Passover must always fall in the spring. It’s a rule of the Jewish calendar and a whole leap month will be added to the calendar to make sure this happens. For Orthodox Jews, this also means that Passover cleaning is a form of spring cleaning, with cabinets cleared out and all manner of pasta, flour, and baked goods being used up in preparation of the holiday. It’s all about letting go of what’s holding us back from reaching the next level, from really being free.
In Alaska, spring comes slowly and then there is one week, usually at the end of April, were everything springs to life. For now, we’re in the part of the year where the sun is rapidly winning time from the night and things are melting during the long daylight hours, only to freeze again at night. It’s a constant back and forth as more snow comes some nights and then more ice and snow melts again in the day as winter and spring fight against each other each day. Alaskans typically call this strange season before spring “breakup” and it lasts much longer than the quick burst of Spring we get for about a week when all trees and plants suddenly burst into leaf and bloom all at once with almost no night to slow them down.
It’s against this backdrop along with our own season of letting go of most of our possessions in preparation for our big move that Passover comes this year.
Moving the distance that we are moving really requires you to look critically at what you own and make some tough decisions. Often, it’s cheaper overall to buy things after you move rather than haul them across the continent. Since we decided to move, we’ve slowly been paring down our belongings. Each pass, we carve off more of what we’ve held onto, only to revisit it again. How many pairs of shoes does each person really need? Will I ever find an occasion for that shirt? How many books can I let go of?
I imagine that the Hebrews had less to go through as they prepared to leave Egypt. Being slaves, they didn’t have a big house full of cross country skis and winter gear to sort through. Still, they had to travel light as they left. Even deeper, they had to be willing to let go of everything that held them back from freedom, the attitudes and habits that tied them to slavery in Egypt. Our journeys are so far apart in time and geography, but I think my family is feeling something similar. If our Rabbi is correct, this is our last Passover as non-Jews and there is a lot to go through to decide what to take with us…and what to leave behind.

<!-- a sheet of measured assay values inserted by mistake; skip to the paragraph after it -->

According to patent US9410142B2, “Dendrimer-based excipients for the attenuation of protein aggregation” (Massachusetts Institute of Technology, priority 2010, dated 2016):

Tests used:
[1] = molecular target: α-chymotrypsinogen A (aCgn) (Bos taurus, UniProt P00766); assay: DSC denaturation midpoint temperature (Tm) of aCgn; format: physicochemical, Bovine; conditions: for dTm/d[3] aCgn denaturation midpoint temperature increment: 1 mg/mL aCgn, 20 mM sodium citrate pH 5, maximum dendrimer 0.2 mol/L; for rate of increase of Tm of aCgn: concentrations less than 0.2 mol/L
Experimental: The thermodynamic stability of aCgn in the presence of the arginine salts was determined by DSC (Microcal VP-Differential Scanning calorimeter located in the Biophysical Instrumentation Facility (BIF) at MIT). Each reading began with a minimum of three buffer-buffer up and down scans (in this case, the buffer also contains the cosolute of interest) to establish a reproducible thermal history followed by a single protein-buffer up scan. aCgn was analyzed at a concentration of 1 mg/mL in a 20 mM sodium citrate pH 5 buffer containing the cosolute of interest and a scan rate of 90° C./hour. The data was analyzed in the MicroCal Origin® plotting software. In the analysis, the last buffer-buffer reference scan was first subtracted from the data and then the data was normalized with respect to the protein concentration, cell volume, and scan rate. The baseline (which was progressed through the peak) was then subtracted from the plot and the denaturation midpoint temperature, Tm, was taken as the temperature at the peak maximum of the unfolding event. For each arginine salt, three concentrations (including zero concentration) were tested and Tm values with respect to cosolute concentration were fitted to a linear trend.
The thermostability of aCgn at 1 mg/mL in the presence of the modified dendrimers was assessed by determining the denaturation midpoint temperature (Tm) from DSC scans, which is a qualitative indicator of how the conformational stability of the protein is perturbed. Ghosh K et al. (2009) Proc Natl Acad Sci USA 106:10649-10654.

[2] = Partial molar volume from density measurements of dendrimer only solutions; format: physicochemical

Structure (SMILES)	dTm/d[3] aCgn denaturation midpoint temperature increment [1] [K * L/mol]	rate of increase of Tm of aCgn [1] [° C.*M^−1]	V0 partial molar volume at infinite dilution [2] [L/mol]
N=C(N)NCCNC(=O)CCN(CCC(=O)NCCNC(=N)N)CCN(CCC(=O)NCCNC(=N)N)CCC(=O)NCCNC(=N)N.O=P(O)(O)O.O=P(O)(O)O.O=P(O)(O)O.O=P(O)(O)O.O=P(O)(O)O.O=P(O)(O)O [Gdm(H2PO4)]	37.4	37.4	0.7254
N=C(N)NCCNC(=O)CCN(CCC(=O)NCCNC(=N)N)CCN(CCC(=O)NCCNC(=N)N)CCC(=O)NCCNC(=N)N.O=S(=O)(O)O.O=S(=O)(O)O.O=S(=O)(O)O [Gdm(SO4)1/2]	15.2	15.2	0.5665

The logistics ahead are daunting, but nothing like a whole nation walking out of Egypt into the unknown. We have flights for most of the family and we’ll have bags aplenty. Then, my husband will undertake the long, lonely trip from Alaska, through Canada, in a Uhaul with the small pile of what we think we shouldn’t leave behind. We estimate, with construction and Shabbos observance included, the trip will take 2 weeks. He’ll cross two international borders, travel through remote mountain ranges and empty plains, and much of it will be outside of cell phone coverage. He’s looking forward to the trip, though, seeing it as a chance to clear his head and regroup before joining us in our new community. In the meantime, I’ll be settling the kids and I into our new home.
In many ways, this process takes us full circle back to the beginning of our Alaskan adventure.
When we moved up here, I came up a month in advance and found us a place to live. I brought very little with me and among the things I’d brought was our cat, Iggy. Iggy and I essentially camped in the new home with an air mattress and only a few basics. A month later, my husband joined me and then a week later, I flew back to the east coast, picked up the kids, spent a very tiring night watching over them in an airport, and then flew all the way back to Alaska…and promptly went back to work the next day. It’s never easy moving an entire family of four across a continent. Still, I’ll never forget their amazement when they first looked out the plane window and saw the snowy mountains below.
Our truck and other belongings arrived a couple of months later, so we essentially spend 4 months camping in our house on air mattresses without chairs. It was so exciting when the moving truck with our stuff showed up!
This move will be somewhat smaller since we are doing it ourselves. There is no company paying to move us. There are no movers coming to lift our boxes into a truck. It’s just us and a lot of faith. We have faith that everything will work out and that we’ll all be reunited safely in our new home. We have faith that our house here in Alaska will sell. We have faith that we’re not making a big mistake by leaving Alaska…a place so wild and beautiful that it’s hard to find anything like it anywhere else.
We have just 2 short months left here in the mountains as we turn our faces south. As we prepare for this Passover, there are so many mixed feelings and so many ways we connect with the story of the Exodus. I wish there was a way to be more certain of the path, but we have no Moses to guide and reassure us, no clouds of glory, no pillar of fire. We simply have our faith and hope and a lot of maps.
In the season of letting go, sometimes the most important thing to let go of is fear and doubt.